The company behind the internet’s most popular advert-blocking plug-in has pledged to open up its controversial “whitelist” to outside scrutiny.
Eyeo - the maker of AdBlock Plus
Eyeo - the maker of AdBlock Plus - plans to set up an “independent board” that will inspect which ads it allows to circumvent its technology.
The move coincides with its launch of an extension for iPhones.
It also comes the day after Eyeo successfully defended itself against Germany’s biggest publisher.
One expert said that it was too early
One expert said that it was too early to know how much of a difference the latest move would make, but added that many leading website operators were unlikely to be swayed by it.
“They’re commercial enterprises and they want to make as much money as they can,” said Ian Maude from the research firm Enders Analysis.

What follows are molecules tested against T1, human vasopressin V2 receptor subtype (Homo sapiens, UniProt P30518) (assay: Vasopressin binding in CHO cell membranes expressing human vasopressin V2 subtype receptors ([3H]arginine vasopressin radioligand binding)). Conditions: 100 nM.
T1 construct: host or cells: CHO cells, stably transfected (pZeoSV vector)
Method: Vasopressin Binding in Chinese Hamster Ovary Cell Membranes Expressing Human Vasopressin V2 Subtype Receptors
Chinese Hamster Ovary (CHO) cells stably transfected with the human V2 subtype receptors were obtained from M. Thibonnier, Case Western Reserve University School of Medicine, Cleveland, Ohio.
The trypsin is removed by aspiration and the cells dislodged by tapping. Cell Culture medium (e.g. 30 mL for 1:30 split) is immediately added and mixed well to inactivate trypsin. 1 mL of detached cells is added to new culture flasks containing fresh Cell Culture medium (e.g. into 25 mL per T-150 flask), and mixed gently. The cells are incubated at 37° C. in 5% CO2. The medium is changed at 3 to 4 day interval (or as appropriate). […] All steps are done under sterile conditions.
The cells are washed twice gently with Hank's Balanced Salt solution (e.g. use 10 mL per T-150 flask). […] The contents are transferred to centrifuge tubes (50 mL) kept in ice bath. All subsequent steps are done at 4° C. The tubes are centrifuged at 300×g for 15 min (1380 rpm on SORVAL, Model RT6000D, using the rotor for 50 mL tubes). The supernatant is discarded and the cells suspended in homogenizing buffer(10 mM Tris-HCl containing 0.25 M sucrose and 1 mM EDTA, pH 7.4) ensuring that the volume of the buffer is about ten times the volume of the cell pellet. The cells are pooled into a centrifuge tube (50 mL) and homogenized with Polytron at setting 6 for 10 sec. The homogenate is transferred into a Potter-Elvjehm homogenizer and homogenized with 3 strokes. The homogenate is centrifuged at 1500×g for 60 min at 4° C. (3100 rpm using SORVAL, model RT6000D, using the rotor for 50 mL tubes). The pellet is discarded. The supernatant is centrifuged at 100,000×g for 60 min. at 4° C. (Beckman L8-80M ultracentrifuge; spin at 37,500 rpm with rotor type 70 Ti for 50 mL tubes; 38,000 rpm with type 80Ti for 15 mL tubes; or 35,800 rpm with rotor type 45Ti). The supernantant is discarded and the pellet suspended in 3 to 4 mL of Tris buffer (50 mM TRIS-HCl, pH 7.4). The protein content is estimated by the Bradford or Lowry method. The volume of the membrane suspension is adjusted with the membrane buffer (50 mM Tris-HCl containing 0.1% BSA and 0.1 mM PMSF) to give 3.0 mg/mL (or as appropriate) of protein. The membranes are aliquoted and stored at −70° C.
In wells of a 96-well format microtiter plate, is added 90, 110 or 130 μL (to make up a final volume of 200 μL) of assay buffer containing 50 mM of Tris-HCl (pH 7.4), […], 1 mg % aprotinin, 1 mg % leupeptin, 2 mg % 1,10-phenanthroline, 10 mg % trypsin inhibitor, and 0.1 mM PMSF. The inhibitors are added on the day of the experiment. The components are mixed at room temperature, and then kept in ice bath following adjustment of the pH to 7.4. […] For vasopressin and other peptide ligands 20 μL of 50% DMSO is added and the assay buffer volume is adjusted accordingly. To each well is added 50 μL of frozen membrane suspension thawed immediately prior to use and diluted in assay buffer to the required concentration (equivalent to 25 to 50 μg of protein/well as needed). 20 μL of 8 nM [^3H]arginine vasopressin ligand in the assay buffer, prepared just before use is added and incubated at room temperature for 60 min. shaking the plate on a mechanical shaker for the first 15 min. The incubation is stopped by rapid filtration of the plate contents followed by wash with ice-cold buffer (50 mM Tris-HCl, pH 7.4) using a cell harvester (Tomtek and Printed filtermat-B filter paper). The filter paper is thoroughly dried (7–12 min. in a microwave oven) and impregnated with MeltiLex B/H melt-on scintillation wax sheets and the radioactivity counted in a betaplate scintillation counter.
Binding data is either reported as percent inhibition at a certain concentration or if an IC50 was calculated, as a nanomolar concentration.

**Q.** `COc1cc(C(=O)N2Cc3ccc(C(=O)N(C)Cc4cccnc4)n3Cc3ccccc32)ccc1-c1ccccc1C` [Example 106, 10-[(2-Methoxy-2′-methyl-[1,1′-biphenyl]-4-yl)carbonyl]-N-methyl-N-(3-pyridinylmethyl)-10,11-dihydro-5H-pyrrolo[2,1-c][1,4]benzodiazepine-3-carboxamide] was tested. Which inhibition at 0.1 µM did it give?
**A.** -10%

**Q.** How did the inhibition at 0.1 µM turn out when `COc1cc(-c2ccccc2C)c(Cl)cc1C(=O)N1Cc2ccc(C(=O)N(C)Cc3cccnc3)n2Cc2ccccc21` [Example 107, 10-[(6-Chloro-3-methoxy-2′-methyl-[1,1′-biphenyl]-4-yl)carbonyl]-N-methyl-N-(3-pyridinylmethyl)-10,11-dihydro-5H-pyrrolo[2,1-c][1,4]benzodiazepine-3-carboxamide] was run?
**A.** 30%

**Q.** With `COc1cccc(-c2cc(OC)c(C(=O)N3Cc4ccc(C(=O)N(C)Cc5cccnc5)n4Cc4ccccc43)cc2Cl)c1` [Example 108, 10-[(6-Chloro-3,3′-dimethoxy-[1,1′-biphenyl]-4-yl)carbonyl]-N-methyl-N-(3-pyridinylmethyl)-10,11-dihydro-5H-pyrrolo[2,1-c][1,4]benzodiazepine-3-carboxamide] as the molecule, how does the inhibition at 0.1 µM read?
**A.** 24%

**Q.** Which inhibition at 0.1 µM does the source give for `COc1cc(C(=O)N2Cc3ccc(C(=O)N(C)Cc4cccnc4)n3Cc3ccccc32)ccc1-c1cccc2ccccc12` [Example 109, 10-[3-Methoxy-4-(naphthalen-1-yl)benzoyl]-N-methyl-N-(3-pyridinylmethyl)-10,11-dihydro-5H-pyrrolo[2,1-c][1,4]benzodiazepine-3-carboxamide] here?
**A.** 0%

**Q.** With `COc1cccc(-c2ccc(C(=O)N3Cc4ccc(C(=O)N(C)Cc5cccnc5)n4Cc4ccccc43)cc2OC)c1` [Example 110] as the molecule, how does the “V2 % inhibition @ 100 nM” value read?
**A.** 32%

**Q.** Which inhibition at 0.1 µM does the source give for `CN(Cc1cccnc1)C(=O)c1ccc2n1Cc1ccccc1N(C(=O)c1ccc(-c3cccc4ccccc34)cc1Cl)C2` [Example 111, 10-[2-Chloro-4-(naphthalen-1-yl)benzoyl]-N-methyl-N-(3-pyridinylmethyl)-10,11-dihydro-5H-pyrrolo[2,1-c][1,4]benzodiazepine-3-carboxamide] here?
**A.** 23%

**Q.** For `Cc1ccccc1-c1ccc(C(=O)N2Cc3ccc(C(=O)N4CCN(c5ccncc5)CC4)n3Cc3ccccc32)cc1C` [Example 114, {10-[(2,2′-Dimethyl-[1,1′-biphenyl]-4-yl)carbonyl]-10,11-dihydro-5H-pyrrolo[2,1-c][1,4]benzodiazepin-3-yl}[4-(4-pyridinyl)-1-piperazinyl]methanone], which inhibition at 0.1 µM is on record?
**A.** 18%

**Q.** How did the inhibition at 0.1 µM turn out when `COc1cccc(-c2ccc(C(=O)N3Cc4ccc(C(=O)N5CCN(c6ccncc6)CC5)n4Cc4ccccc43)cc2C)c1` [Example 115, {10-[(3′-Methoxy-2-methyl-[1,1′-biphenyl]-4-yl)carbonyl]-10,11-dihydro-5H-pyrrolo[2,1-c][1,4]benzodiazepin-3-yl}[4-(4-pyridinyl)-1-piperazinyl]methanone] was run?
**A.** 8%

“But I do sympathise with the ad-blockers and internet users to the extent that you are now seeing vast volumes of data being gathered about people’s behaviour without their express permission via trackers used by advertisers, and that’s not a desirable outcome.”
What is an ad-blocker?
In a nutshell, the term covers a variety of technologies used to prevent adverts appearing on internet-connected devices.
They are already widely used on PCs, where the most common technique is to install a browser plug-in, but until recently were relatively rare on smartphones and tablets.
Once installed, web pages should be decluttered of distracting content.
Eyeo has faced criticism because of its business model: it provides its plug-ins to the public free, but charges publishers and websites a fee for “support services” to help them ensure certain ads get through.
To qualify, the ads cannot be “annoying” or “intrusive”. For example, pop-ups and ads that automatically start playing sounds cannot qualify for AdBlock Plus’s whitelist.
- ‘Acceptable ads’
- Blocking the blockers
- use of Eyeo’s whitelist